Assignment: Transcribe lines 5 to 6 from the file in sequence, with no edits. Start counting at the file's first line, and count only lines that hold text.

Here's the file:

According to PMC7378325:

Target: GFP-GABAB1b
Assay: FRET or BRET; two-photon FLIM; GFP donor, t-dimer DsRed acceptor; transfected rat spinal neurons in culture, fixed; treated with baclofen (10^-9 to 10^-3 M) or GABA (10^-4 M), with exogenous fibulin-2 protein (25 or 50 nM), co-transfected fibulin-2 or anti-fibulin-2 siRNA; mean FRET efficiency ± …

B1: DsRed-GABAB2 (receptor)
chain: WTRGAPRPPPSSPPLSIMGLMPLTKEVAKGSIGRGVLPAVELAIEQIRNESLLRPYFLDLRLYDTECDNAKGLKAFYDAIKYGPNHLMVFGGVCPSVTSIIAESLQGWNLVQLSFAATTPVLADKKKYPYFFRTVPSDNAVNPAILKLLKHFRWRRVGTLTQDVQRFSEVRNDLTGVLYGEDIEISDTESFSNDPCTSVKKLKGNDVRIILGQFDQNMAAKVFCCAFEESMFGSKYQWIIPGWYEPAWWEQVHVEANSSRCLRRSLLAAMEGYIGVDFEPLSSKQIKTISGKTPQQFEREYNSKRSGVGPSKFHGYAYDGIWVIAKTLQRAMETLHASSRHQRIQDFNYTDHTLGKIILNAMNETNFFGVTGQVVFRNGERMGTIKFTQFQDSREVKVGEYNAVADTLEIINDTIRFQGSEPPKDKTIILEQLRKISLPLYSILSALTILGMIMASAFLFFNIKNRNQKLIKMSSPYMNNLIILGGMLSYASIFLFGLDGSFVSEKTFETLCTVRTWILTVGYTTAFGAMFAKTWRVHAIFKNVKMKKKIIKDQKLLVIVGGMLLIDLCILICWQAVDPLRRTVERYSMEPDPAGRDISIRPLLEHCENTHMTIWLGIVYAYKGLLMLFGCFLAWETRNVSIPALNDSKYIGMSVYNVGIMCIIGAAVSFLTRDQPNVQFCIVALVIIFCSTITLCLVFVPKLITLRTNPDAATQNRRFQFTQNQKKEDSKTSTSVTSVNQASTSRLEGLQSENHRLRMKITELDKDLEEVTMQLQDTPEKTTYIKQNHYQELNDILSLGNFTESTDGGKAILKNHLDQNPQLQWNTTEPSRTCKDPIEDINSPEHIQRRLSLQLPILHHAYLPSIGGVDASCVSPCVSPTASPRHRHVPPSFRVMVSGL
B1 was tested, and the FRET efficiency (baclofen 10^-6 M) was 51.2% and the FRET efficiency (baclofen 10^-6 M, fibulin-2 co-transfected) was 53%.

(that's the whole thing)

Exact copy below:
chain: WTRGAPRPPPSSPPLSIMGLMPLTKEVAKGSIGRGVLPAVELAIEQIRNESLLRPYFLDLRLYDTECDNAKGLKAFYDAIKYGPNHLMVFGGVCPSVTSIIAESLQGWNLVQLSFAATTPVLADKKKYPYFFRTVPSDNAVNPAILKLLKHFRWRRVGTLTQDVQRFSEVRNDLTGVLYGEDIEISDTESFSNDPCTSVKKLKGNDVRIILGQFDQNMAAKVFCCAFEESMFGSKYQWIIPGWYEPAWWEQVHVEANSSRCLRRSLLAAMEGYIGVDFEPLSSKQIKTISGKTPQQFEREYNSKRSGVGPSKFHGYAYDGIWVIAKTLQRAMETLHASSRHQRIQDFNYTDHTLGKIILNAMNETNFFGVTGQVVFRNGERMGTIKFTQFQDSREVKVGEYNAVADTLEIINDTIRFQGSEPPKDKTIILEQLRKISLPLYSILSALTILGMIMASAFLFFNIKNRNQKLIKMSSPYMNNLIILGGMLSYASIFLFGLDGSFVSEKTFETLCTVRTWILTVGYTTAFGAMFAKTWRVHAIFKNVKMKKKIIKDQKLLVIVGGMLLIDLCILICWQAVDPLRRTVERYSMEPDPAGRDISIRPLLEHCENTHMTIWLGIVYAYKGLLMLFGCFLAWETRNVSIPALNDSKYIGMSVYNVGIMCIIGAAVSFLTRDQPNVQFCIVALVIIFCSTITLCLVFVPKLITLRTNPDAATQNRRFQFTQNQKKEDSKTSTSVTSVNQASTSRLEGLQSENHRLRMKITELDKDLEEVTMQLQDTPEKTTYIKQNHYQELNDILSLGNFTESTDGGKAILKNHLDQNPQLQWNTTEPSRTCKDPIEDINSPEHIQRRLSLQLPILHHAYLPSIGGVDASCVSPCVSPTASPRHRHVPPSFRVMVSGL
B1 was tested, and the FRET efficiency (baclofen 10^-6 M) was 51.2% and the FRET efficiency (baclofen 10^-6 M, fibulin-2 co-transfected) was 53%.